The issue of the independence of public institutions is always one of grave concern to all citizens who want their country to be reckoned in the higher leagues on the global stage. We are no exception, and looking back we have not done too badly – until some while ago. That is, ever since disturbing questions have been raised about the mis-governance of the country, marked by a series of scandals involving members of the government and their protégés. Whether it was about the “emergency procurement” of medical supplies and equipment to the St Louis Gate affair which led to the revocation of the former Deputy Prime minister, they all added up to convey the message that our public institutions are failing the country.
The latest event that has come to cast doubt on the independence of our institutions relates to the Safe City surveillance system in the wake of the alleged absence of records, which appears quite suspect when the indications are that the cameras have been functional. They are of crucial interest in assisting the judicial inquiry into the death of an MSM activist in mysterious circumstances.
These incidents recall to us that Mauritius has depended on two key factors to break new ground: a solid public institutional set-up and a committed political establishment. While the persons in charge of the political establishment have changed from time to time, public institutions have ensured continuity, no matter which political parties came to power.
When things do not work out as expected at the level of public institutions, fingers are pointed to political interferences which would have distorted the proper working of the institutions. It is equally true that public institutions are as good — and will be seen to be so — as the individuals who head them. But a country determined to forge ahead will not allow a perception to be created that its public institutions can be “kidnapped” by politicians when and as it suits their convenience.
Undue political inroads made into the proper working of public institutions have weakened the perception of political neutrality numerous institutions were originally vested with. Some assume that one just has to stand on the correct side of politics to get away with inappropriate behaviour or, alternatively, to be taken in into a web of complications for not being on the right side of politics. Responsible citizens have kept asking that interferences of this sort should cease. It goes without saying that this situation would impact negatively on the country’s international image as a rule-of-law jurisdiction as well.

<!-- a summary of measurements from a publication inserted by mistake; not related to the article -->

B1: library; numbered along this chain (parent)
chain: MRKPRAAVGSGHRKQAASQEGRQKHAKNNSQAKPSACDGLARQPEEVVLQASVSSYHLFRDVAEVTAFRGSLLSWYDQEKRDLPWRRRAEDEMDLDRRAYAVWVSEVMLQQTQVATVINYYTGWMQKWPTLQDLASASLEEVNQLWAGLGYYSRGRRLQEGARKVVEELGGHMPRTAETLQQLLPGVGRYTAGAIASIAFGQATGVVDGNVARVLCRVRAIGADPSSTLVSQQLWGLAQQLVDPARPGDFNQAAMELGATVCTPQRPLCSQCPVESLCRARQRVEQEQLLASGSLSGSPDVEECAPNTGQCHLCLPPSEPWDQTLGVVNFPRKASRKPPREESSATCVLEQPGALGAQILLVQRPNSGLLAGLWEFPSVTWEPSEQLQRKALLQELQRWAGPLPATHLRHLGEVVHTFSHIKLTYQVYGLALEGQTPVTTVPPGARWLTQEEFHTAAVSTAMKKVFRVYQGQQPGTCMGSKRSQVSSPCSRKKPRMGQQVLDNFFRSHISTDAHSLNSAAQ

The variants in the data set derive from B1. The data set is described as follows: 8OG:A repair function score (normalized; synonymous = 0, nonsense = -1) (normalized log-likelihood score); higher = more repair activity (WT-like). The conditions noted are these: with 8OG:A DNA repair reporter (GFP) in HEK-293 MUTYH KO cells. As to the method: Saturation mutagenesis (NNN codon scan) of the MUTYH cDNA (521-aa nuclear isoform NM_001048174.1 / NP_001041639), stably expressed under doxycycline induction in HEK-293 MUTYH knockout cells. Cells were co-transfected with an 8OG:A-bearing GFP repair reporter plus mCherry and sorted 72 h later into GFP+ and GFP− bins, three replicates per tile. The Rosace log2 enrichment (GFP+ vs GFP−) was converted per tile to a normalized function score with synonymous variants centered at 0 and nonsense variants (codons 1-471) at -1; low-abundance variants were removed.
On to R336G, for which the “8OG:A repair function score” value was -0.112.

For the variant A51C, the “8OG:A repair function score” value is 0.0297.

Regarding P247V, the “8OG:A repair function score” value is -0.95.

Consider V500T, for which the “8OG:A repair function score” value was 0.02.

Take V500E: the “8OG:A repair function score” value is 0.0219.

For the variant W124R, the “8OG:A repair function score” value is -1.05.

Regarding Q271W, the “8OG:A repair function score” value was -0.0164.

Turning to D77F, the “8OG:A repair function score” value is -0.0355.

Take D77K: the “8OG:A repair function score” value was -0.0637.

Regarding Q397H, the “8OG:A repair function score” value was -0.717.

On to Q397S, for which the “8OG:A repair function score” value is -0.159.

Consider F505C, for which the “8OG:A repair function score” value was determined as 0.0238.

What about the public institutions themselves? If they are headed by persons abiding by strong principles of good governance, they would not allow themselves to be devalued the way they sometimes are. If those who have been appointed to lead them bend backward to accommodate unjustified political demands upon them – for reasons best known to themselves — they end up eroding the public trust in the institutions they’ve been put in charge of. In that case, they don’t pay attention enough to the institutions’ good standing in public after they are gone. Yet, those who pioneered the institutions in the first place were disciplined, rigorous and allowed no external interference in their operations.
As the cases of a few public institutions are showing, it is not only the public trust that is eroded in their ability to make a fair delivery on their missions. They also end up with significant financial deficits but most importantly a trust deficit in terms of their credibility. It may be noted that unwarranted intrusions, once made, have gone on amplifying from one government to the other, much to the detriment of the good working of concerned public institutions.
The tendency for politics to undermine the efficient and objective working of public institutions does the country no good. It has never done. It is when politicians objectively stayed away from the working of public institutions that the country gained the trust of investors and the international community. There were politicians who were capable of identifying the limits they should not cross and acted instead to keep up the good standing of public institutions in their portfolio. The element of trust in public institutions cannot be bought and sold at will.
For this reason, there is a duty on civil society, the media and dedicated organisations to arrest any tendency for politics to sap the confidence that should always hold for our public institutions. The heads of these institutions should be asked to abide by the rules whenever they are seen to be embarking on the path of accommodating political tendencies incompatible with the country’s framework of good governance. This is important. One can realize the importance of this factor by recalling the number of other countries which have travelled down the other path and found it very difficult to climb the hill afresh once they’ve gone down the slopes.
* Published in print edition on 18 December 2020
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